(Natural News) In a major announcement, the Spectrum of the Seas cruise line, which is Asia’s largest, has indicated that it will soon be switching its home port from Shanghai, China, to Taiwan due to the escalating coronavirus crisis.
The Taiwanese news outlet LTN says that Spectrum of the Seas no longer wants to port in China because it knows that potential customers will be leery about booking a cruise that goes anywhere near the coronavirus-stricken communist country where it’s currently based.
The switch will reportedly occur in mid-February, with an official announcement soon on the way. Meanwhile, the company is offering price discounts to customers who already booked future cruises that, at the time, were supposed to have departed from Shanghai.
The Chinese brand of Royal Caribbean, Spectrum of the Seas had previously been proud to call Shanghai its home. But as the number of coronavirus cases continues to grow, the company has decided to withdraw from China completely and instead dock in Taiwan, Asia’s second-largest cruise market.
The Innovation Travel Agency, which represents Royal Caribbean, confirmed that Spectrum of the Seas is, in fact, moving its home operations to Taiwan in the next few weeks, and could stay there as late as April, depending on the severity of this epidemic, which could turn pandemic.
According to Innovation Travel Agency Chairman Li Qiyue, Spectrum of the Seas had originally planned to come to Taiwan eventually. But the coronavirus crisis sped up the decision, just as it did for multiple other cruise ship operators that have likewise decided to leave China for safer ports.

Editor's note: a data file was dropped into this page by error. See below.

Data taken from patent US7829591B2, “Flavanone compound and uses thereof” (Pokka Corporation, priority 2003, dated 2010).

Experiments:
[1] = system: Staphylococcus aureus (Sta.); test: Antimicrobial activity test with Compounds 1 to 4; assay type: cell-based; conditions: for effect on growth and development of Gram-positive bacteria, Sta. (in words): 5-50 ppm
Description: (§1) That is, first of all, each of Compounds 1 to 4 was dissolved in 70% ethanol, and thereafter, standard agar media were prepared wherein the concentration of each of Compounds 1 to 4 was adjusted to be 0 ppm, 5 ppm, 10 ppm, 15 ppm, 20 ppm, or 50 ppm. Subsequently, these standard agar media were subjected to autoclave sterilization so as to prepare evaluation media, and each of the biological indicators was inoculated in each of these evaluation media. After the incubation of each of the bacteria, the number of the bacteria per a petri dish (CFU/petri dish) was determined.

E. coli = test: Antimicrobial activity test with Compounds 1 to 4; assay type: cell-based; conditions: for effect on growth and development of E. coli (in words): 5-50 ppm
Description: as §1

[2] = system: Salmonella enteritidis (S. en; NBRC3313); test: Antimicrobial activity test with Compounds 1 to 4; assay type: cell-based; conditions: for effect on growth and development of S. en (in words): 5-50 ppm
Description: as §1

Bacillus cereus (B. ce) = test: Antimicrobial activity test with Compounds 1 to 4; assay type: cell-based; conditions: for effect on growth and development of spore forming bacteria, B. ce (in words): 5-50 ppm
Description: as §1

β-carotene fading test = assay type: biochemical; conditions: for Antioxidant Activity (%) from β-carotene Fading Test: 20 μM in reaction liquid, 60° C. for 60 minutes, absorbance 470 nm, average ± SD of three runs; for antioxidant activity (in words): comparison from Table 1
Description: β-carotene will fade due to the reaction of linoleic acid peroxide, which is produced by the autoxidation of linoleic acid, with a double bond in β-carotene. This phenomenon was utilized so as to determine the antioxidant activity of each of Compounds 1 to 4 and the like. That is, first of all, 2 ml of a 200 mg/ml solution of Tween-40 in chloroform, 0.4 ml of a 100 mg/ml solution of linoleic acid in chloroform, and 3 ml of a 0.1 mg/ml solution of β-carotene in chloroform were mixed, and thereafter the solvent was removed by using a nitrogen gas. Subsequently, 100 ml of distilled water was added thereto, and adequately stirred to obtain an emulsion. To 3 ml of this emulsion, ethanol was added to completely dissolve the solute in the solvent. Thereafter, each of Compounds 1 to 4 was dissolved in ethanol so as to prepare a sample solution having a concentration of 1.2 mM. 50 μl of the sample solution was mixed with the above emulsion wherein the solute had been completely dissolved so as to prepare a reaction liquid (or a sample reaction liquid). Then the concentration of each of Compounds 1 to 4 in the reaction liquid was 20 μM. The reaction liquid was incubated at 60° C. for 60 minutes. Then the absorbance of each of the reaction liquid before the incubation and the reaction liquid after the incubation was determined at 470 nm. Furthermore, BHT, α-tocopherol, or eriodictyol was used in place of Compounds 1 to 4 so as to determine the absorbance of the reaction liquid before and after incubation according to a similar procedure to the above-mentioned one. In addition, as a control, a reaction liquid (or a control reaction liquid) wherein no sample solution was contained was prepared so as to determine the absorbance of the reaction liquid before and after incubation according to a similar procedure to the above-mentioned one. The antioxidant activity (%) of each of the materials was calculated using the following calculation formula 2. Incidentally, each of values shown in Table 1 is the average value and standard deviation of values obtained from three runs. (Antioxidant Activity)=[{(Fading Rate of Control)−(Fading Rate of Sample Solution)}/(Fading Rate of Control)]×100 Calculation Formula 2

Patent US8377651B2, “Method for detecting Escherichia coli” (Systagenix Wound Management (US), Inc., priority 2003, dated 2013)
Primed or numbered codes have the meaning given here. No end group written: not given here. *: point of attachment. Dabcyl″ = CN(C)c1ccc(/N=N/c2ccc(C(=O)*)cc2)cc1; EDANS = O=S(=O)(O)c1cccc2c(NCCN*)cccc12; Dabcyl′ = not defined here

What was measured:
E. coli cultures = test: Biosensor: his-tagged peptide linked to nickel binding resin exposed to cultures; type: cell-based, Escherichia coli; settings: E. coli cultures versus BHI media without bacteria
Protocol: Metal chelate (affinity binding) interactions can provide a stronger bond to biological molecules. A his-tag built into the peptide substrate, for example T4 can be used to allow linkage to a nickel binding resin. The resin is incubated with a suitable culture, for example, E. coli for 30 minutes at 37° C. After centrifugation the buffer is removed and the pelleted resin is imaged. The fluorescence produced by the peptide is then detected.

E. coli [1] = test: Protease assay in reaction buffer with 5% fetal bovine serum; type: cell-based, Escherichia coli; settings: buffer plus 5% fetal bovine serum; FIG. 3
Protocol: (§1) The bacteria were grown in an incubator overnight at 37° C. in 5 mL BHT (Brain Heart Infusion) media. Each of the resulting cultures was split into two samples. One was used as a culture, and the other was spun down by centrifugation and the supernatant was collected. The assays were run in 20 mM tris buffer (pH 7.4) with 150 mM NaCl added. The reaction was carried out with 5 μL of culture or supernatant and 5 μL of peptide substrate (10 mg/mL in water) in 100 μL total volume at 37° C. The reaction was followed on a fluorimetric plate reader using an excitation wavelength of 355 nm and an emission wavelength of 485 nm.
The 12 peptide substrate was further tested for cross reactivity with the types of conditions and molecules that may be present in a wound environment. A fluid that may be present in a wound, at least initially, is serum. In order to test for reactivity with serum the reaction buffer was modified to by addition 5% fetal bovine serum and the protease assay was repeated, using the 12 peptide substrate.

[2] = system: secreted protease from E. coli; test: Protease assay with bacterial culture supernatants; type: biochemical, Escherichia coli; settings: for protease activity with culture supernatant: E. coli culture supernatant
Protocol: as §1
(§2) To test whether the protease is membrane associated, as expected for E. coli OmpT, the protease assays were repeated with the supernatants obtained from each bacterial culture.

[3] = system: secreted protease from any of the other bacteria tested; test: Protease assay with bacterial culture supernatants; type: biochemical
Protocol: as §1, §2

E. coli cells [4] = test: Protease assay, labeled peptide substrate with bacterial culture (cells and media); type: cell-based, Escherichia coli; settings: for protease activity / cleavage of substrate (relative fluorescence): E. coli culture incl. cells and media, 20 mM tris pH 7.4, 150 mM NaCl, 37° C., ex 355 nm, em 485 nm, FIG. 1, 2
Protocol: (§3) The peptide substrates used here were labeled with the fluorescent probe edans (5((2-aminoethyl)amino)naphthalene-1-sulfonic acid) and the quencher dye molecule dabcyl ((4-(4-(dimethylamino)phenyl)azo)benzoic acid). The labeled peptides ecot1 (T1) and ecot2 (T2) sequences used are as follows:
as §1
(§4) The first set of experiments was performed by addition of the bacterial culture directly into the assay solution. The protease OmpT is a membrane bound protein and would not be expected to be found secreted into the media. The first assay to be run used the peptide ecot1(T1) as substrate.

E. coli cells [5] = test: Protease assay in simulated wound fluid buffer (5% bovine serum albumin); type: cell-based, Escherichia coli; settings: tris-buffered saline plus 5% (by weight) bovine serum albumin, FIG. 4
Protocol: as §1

The consensus seems to be that coronavirus is completely out of control in China, but that the few reported cases of it in Taiwan are manageable and soon-to-be no longer an issue.
Each lost cruise costs a cruise line up to $4 million in lost revenue, says expert
Such decisions are having to be made because each lost cruise voyage, according to James Hardiman, the managing director of equity research for Wedbush Securities, translates as up to $4 million in lost revenue for a cruise line.
In addition to Royal Caribbean modifying its Spectrum of the Seas voyages, Carnival has also canceled four of its scheduled trips in the region of China.
“I think with every passing day it is becoming a – it’s creating a materially negative impact on the earnings at some of these cruise companies,” Hardiman is quoted as saying.
If the spread of coronavirus doesn’t subside in the very near future, he further warns, then all cruise lines that operate in Asia are “going to have to be extra conservative in terms of how they guide 2020.”
It’s not just cruise lines: Airlines are also suffering due to coronavirus
The travel industry at large is taking a massive hit from the coronavirus crisis, with United Airlines, British Airways, and Finnair all deciding to suspend some of their normal flights in and out of China. Others are offering full refunds to travelers who already booked now-canceled trips.
It remains to be seen what the full impact of coronavirus will be on the travel industry. Though it’s not an apples-to-apples comparison, the 2003 SARS crisis cost the global economy more than $40 billion – and that was at a time when companies had much less exposure to the Asian market. In today’s world, in other words – and considering the fact that coronavirus is shaping up to be far worse than SARS – the impact could be substantially larger.
“… back then, you know, early 2000s, most of these companies, whether it’s the cruise names or the online travel names that we follow, neither of them had anywhere near the exposure that they have today with respect to China and broader Asia,” warns Hardiman.
“I think that the impact is going to be widespread.”
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